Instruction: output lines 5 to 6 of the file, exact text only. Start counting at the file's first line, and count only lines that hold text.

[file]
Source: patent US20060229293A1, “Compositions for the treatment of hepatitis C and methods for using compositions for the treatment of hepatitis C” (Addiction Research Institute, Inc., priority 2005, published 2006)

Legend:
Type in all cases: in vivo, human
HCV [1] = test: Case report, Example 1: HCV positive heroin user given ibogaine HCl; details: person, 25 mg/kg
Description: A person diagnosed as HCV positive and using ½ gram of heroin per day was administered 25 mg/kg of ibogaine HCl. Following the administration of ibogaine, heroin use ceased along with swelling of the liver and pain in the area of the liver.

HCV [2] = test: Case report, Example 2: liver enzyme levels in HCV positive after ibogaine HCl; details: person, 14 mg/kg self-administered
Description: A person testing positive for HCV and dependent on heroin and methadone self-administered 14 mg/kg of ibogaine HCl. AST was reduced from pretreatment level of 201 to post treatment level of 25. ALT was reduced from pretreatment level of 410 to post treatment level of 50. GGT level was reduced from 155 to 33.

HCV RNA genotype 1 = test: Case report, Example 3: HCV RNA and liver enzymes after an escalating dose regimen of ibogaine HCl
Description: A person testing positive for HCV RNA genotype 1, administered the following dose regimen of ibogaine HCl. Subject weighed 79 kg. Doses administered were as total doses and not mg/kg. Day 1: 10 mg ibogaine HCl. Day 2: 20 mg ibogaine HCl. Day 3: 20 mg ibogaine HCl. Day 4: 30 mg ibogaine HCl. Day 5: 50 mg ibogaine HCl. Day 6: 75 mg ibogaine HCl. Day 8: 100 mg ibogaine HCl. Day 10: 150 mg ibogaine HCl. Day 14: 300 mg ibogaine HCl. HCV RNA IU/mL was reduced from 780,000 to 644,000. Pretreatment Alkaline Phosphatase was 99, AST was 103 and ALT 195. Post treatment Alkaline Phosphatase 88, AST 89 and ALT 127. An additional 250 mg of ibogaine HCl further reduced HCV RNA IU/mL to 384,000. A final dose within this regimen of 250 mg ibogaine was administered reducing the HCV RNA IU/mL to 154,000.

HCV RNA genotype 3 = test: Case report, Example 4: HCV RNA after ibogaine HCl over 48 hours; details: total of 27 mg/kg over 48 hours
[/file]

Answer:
Description: A person diagnosed as HCV positive and using ½ gram of heroin per day was administered 25 mg/kg of ibogaine HCl. Following the administration of ibogaine, heroin use ceased along with swelling of the liver and pain in the area of the liver.

HCV [2] = test: Case report, Example 2: liver enzyme levels in HCV positive after ibogaine HCl; details: person, 14 mg/kg self-administered